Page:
It is also interesting that these two independent films landed in mainstream theaters. If released at all, films centering Whites in rural areas of the South typically feature characters who are passively ridiculed in a short-lived cut or portrayed one-dimensionally as villainous because something went quite awry in their lives. Ironically, Ben is presented as the oddity in Vengeance, as he missteps the culture of a rodeo event and later has a meltdown because he cannot get the answers to what he views as simple questions for his story. In stark contrast, for the Shaw family, it ain’t that serious; it just is.

Sociology teaches that you cannot understand a person without engaging him or her. In the case of a community, you cannot understand it without becoming a part of it. Some of the best research is conducted by engaging people and becoming a part of communities (Read Nickel and Dimed by the late Barbara Ehrenreich.). The engagement—questions, conversations, immersion in the culture—is meant to learn about people given their everyday circumstances, not as tools for manipulating and shaping their world views. This learning takes more than a minute, an hour, or even a day. Rather, it takes weeks, months, and sometimes even years.

Ben’s effort to exploit the Shaws for a story and shape them into viewing the world through his eyes (i.e. expressing themselves in ways he understands them, and believing they are missing out by not being connected to urban life as he is) speaks volumes about how our biases shape who we are. They also speak to how, at times, we consciously or unconsciously view ourselves as more accepted, normal, or in some way better than others. From this vantage point, we (intentionally or not) impose constraints on others, stripping away their humanity and treating them as outsiders.

We also see this in Crawdads, when Kya is indicted for murder and the other citizens are convinced, without evidence, that “the Marsh girl” did it. This label and Kya’s lack of connection to the influential people in town who had effectively relegated her to the marsh, allows for objectifying and dehumanizing her. This influences the attitudes and actions of authorities and other townspeople toward Kya, making it seem perfectly logical to believe she committed the crime.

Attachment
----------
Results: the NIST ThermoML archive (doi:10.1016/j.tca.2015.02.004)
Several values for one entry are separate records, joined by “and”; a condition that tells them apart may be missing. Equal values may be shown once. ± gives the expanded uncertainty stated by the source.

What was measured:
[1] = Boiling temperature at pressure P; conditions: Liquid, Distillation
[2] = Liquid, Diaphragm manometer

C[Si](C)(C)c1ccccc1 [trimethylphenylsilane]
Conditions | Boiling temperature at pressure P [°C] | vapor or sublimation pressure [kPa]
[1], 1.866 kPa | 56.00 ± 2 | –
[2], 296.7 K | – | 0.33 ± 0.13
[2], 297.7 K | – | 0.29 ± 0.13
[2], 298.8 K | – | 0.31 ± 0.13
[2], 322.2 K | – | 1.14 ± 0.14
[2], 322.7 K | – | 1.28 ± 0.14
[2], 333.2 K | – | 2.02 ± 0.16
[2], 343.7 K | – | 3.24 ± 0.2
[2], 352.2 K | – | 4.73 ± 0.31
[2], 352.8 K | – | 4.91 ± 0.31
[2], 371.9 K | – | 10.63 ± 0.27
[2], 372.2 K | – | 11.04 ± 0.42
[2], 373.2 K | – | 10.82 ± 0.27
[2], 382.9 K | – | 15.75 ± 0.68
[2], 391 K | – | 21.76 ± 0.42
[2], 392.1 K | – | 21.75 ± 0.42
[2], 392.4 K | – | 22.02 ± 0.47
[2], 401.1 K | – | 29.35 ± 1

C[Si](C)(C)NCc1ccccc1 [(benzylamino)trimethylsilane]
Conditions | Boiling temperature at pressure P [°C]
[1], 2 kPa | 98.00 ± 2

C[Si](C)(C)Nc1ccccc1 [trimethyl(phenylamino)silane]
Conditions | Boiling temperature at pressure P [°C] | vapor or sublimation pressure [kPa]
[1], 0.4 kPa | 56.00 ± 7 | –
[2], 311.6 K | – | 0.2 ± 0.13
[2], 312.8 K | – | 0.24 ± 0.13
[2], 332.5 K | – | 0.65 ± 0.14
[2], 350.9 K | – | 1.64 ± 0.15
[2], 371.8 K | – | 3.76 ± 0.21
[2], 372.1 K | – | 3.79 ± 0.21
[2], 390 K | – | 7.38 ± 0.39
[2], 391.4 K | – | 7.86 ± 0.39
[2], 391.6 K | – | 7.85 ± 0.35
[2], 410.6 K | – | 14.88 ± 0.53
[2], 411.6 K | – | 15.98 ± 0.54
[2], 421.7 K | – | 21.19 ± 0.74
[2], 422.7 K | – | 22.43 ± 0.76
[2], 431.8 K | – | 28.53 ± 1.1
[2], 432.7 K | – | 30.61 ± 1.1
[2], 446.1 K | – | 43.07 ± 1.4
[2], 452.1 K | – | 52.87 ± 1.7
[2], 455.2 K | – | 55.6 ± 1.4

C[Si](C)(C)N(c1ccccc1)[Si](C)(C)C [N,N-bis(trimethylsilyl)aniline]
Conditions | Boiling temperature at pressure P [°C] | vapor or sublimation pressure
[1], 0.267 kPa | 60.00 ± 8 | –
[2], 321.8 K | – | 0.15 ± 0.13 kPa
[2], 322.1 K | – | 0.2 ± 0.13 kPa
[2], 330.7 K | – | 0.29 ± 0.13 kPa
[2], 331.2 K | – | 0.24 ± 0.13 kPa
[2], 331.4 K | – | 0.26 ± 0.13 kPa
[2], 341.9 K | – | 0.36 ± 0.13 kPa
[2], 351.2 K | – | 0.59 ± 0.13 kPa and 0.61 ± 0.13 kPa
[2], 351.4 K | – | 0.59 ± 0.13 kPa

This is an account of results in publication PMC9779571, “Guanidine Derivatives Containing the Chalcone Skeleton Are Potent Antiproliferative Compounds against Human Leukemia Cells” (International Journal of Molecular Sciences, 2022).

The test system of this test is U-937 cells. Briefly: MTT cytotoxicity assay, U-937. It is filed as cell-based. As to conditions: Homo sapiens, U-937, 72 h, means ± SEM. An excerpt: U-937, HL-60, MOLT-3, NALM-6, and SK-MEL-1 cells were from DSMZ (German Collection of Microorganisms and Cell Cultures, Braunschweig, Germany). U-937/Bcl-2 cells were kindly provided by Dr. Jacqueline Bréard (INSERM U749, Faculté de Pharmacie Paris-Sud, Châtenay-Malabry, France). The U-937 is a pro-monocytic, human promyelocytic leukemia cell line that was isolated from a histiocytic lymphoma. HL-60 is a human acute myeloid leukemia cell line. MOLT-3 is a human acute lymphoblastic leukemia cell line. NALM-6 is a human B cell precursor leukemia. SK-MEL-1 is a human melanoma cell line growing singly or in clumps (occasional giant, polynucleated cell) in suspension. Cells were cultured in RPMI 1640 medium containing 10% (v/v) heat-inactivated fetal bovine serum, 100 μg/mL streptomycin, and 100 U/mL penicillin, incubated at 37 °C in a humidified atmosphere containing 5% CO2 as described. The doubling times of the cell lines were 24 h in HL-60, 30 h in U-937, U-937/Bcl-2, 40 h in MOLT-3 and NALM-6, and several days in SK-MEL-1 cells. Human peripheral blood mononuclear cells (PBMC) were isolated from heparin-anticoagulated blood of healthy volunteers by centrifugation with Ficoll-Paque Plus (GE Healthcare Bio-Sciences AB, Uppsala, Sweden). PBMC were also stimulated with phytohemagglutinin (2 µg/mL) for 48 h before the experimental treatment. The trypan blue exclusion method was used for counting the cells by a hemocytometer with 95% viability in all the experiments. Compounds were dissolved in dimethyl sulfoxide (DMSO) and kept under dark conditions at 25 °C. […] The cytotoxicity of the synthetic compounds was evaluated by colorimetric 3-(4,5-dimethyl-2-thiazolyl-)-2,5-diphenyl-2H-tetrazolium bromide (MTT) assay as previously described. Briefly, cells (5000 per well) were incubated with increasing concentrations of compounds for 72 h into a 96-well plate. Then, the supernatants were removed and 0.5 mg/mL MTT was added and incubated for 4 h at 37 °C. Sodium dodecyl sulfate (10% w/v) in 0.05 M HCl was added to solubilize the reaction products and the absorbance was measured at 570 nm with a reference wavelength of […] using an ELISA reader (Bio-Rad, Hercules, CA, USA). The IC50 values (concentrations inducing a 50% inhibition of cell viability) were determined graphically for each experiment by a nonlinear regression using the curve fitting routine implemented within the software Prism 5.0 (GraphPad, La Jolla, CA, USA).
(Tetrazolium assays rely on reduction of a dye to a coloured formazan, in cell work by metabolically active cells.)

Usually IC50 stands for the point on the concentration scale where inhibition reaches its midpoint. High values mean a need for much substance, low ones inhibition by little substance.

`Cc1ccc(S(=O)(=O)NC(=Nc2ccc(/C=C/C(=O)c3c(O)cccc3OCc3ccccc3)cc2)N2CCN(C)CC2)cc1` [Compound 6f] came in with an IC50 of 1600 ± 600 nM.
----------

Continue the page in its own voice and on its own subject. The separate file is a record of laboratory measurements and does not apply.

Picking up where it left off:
At the risk of being redundant, it fascinates me that these two films that do a wonderful job humanizing Whites in rural areas of the South landed in mainstream theaters. Classified as a comedy/mystery, Vengeance falls on some obvious stereotypes of Whites in rural areas. But the development of the characters over the 107 minutes allows us to see the Shaws as people rather than the typical cinematic caricatures of Whites in the Deep South. Crawdads, a drama/mystery film, provides a singular laser-focused glimpse into the life of a girl abandoned by her family at a very young age and forced to grow up alone, living off the land. In presenting these circumstances and her ostracism by the people in town, the film humanizes her and even tugs at the audience’s heart strings. I wonder, though, if these are still viewed as one-off portrayals. 

Much has been written on the power of film representations in shaping our perspective. In a 2017 interview with the Huffington Post, Dr. Ana-Christina Ramón who now heads the Entertainment and Media Research Initiative at UCLA states, “What you see [on film] often becomes a part of your memory and thus a part of your life experience.” Will audience members come away from these stories with an informed perspective about people in rural areas of the South, or will they soon dismiss the depictions as atypical and not representative of Whites in the Deep South? In films where White characters from rural areas are ridiculed or portrayed as criminally defective (i.e. Deliverance, Winter’s Bone, Mud), we don’t typically walk away viewing Whites as a group in these ways. This is largely due to the preponderance of “normal” middle-class Whites in the film and television images we see. Thus, White representations that deviate from these depictions are dismissed as one-offs—oddities, expendables, a glimpse of people who just “don’t fit,” “don’t matter,” and “aren’t relevant.” I still wonder, hope maybe, that the representations in Crawdads and Vengeance will take up space in our memories, even if just a little, to influence the way we think about people in these regions. I also wonder if viewers’ ideas about racial identity will begin to turn over in their heads.